“Be on alert now, boys,” cautioned the teamster. “This is where the bandits cut my friend down not two weeks ago.”
“Be on alert,” Buck remembered. “Be on alert, stand firm in the faith, act like a man, be strong.” He took a deep breath. He must try to have faith. The huge, dark sky terrified him. If there was no God then what did he have? He couldn’t go back to his old life. Maybe everything was just luck and happenstance or maybe it wasn’t. Maybe everything came down to behavior, or it didn’t.
Buck’s life felt different since accepting Jesus—but how could he be sure it wasn’t just wishful thinking? Maybe the stories were fake. Maybe there were no real men named Paul, John, or Peter … but Paul—how could he write so passionately, so compellingly about a fake savior? And all of those centuries after, filled with lives changed and artwork created and, yes, the very hope and peace that came to Buck, a nobody, traveling in the gloomy Arizona desert. Without God, he’d fall into despair. All else seemed shallow and worthless compared to the promises he was just now reading about and beginning to understand. Forgetting himself, he whispered, “I am so thankful, God, that you made them all write it down.”
“What are you saying, Buck?” Fred asked.
“Do you believe in God at all?”
“What? Well, sure, I guess. Whatever you say,” Fred said, the whites of his eyes narrowing as if to prevent an annoying light from entering.
“The things we did together in the past … we’re forgiven.”
“Great. Now what’s the name of the infamous watering hole in town?”
“The Buckskin. We should go back and spend time with the family,” Buck suggested.
“Are you joking? I rode all the way out here with them fools. I need a damned break and a good lay.”
“Oh, Fred, come on. You said I’d be home early.”
“My God, it’s like you’re an old lady. Listen, I do want to hear about your God thing. I admit I don’t understand it. I don’t mean to be aggressive with you, but it’s been a long journey and the last few months of school were very hard on me, having to get everyone sorted out so you could have a chance at success in life. One night out will make all the difference. I need to make some changes too, and maybe, just maybe you’re the one to help.” Fred took a sip of whiskey. “It just occurred to me that this whole conversion thing … well it could be that God is working through you to get to me!”
“I don’t think so.” Buck grit his teeth. What if the one and only purpose for Buck’s conversion was to influence Fred? God was his sanctuary. Buck worried that Fred, if converted, would be a better Christian than he was.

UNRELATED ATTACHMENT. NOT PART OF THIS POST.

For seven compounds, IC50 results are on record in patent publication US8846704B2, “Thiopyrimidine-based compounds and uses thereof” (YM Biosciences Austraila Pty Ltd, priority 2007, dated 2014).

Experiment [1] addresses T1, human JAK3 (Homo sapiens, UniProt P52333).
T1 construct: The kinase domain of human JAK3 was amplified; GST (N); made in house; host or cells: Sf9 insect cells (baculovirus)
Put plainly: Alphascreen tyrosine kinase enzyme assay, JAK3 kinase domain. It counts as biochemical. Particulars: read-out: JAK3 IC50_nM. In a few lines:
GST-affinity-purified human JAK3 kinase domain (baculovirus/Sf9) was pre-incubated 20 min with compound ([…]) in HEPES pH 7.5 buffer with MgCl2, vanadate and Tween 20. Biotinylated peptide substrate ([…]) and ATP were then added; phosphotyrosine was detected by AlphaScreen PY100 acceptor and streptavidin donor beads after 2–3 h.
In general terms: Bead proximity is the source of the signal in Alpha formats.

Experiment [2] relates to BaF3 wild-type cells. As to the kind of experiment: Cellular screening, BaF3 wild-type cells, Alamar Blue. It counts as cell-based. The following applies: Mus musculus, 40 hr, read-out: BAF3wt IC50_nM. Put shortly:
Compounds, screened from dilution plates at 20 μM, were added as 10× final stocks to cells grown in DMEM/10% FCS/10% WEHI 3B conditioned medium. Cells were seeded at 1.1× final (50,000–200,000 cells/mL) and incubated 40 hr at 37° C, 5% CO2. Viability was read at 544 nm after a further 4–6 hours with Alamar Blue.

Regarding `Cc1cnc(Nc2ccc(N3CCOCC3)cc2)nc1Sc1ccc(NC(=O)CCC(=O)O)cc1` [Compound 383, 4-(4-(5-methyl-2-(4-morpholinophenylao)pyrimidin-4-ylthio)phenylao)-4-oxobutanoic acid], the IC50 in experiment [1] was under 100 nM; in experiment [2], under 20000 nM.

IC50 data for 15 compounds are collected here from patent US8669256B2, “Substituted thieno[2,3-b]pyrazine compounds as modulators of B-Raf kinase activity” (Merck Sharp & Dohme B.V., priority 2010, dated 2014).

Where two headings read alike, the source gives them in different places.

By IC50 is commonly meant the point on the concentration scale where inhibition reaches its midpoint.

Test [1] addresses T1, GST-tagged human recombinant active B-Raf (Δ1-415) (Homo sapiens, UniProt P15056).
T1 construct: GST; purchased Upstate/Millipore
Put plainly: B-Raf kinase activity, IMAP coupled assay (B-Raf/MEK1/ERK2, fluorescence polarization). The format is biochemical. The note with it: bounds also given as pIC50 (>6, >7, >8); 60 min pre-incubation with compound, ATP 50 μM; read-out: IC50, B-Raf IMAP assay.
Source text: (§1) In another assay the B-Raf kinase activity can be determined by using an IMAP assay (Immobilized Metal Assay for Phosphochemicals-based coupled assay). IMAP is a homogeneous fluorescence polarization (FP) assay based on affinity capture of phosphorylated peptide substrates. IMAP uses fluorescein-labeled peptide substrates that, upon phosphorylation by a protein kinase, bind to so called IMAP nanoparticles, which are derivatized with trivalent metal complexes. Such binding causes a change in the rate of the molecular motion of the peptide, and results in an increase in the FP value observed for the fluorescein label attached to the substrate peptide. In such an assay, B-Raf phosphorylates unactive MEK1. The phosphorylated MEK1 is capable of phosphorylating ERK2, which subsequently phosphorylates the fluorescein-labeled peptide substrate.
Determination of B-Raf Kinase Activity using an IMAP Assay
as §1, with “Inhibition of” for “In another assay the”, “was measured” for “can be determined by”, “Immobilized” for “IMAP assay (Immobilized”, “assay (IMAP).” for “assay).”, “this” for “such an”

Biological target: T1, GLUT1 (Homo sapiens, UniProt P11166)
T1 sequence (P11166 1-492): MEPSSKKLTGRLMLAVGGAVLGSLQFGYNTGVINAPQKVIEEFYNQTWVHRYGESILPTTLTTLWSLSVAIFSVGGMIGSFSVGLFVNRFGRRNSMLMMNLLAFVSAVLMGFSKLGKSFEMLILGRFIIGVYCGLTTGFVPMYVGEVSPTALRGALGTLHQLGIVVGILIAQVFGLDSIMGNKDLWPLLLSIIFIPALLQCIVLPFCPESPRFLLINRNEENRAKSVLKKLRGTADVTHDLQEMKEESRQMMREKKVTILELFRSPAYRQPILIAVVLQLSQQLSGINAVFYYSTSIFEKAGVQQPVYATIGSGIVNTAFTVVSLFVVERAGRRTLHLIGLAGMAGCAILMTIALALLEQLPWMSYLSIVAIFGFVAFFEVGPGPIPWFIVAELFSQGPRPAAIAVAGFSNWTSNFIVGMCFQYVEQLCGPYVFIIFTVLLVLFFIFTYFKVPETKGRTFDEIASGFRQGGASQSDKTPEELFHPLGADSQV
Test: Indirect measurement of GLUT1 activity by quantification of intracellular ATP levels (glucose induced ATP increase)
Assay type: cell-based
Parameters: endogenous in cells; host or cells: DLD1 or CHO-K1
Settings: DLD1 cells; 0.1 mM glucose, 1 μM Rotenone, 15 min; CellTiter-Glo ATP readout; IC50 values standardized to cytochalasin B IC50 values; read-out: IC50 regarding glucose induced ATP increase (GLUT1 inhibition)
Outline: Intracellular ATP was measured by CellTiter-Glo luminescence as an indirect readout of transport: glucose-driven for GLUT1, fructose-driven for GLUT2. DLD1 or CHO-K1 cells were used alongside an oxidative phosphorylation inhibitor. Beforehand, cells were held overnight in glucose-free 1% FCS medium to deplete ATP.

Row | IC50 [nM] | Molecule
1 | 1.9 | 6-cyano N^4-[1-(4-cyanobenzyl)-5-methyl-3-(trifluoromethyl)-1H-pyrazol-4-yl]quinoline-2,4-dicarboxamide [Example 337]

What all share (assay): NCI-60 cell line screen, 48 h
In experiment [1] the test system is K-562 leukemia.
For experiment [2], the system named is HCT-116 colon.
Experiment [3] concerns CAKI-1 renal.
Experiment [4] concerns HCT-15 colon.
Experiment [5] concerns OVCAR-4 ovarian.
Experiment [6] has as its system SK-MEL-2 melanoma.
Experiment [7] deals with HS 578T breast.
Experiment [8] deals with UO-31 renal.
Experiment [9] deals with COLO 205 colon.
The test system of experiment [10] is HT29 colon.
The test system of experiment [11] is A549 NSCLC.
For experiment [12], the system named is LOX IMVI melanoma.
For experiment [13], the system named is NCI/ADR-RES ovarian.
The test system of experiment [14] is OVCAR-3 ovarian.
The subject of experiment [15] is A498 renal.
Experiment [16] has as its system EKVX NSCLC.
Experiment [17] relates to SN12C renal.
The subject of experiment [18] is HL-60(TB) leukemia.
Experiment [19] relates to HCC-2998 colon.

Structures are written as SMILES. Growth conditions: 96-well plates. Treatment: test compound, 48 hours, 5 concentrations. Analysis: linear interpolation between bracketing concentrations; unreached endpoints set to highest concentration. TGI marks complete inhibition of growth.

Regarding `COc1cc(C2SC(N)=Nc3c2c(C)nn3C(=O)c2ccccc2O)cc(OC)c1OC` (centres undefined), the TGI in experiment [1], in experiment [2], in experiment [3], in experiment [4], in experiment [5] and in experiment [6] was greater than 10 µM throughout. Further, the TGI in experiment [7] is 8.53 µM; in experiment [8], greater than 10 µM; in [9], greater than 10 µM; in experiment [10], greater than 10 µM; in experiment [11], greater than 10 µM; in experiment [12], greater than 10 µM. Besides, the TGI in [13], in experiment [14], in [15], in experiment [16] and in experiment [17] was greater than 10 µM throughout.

“Buck, are you all right?”
“I’m just thinking.”
“Oh, hell, you do too much of that. Let life play out a little on its own. You’d be surprised at how much fun it can be.”
The teamster laughed. “Yer brother’s right there. Life only gets worse as you get old like me. I got three marriages to awful jezebels behind me—very unaccepting women, schemers in their thinkin’—so I came west and I had me some very nice times.”
“See, Buck, listen to the old saw.”
The man snapped his reins. “Yep. Well, I can’t get it up no more.”
Buck glanced at Fred with a smug smile.
“Yep, I wouldn’t be surprised if I was dead tomorra. I piss blood. Have done for a while now. Old age ain’t no picnic, so live it up while you can.”
“How old are you?” Buck asked.
Buck took a deep breath. “Have you accepted Jesus into your heart?”
Fred punched Buck’s arm hard.
The man chuckled. “‘Course. Many times, but it ain’t done nothin’ fer me. I’m fine on my own.”
Buck cleared his throat. “Well, you need to make peace if you’re going to die.”
“Look, kid, I don’t know if I’m dyin.’ I was just makin’ talk. I ain’t wantin’ any preachin’.”
“It’s just that God will forgive your adulterous ways if you believe!” Buck said.
Fred punched him again.
Buck shoved him back, explaining, “But in Ezekiel it says if I don’t speak out to the wicked they’ll die for their sin, and I’ll be held accountable for their blood.”
“I don’t have to take this no more. Get out of my wagon! The both of you!” the teamster cursed them.
“But, sir!” Fred begged.
“No, get out with your ugly friend,” the teamster ranted. “You promised me no trouble!”
“Jesus isn’t trouble at all,” Buck said, but Fred dragged him from the wagon.
The teamster dashed off toward town, leaving the two in the dark.
“God damn it, Buck. You’re plumb loco! Now we’re in the goddamned middle of nowhere!”
“You shouldn’t keep using God’s name in vain …” Buck said.
“What? You’re crazy!” Fred went to slap Buck’s face, but Buck blocked him and took hold of his arm.
“I will never allow you to touch me again,” Buck said.
“Oh, what will you do about it?” Fred asked pulling his arm from Buck with a confident sneer.
“I’ll stop being your brother. I don’t need you anymore. I don’t need you!” Buck followed the moonlit trail to town. It was too late to turn back. A friend at the stables might let Buck sleep there.
Fred trotted beside him. “Come on, don’t be so hard. Of course we’ll always be brothers. And I guess you did us a favor. The teamster didn’t take his fare so there’s more money for us.”
Buck marched on.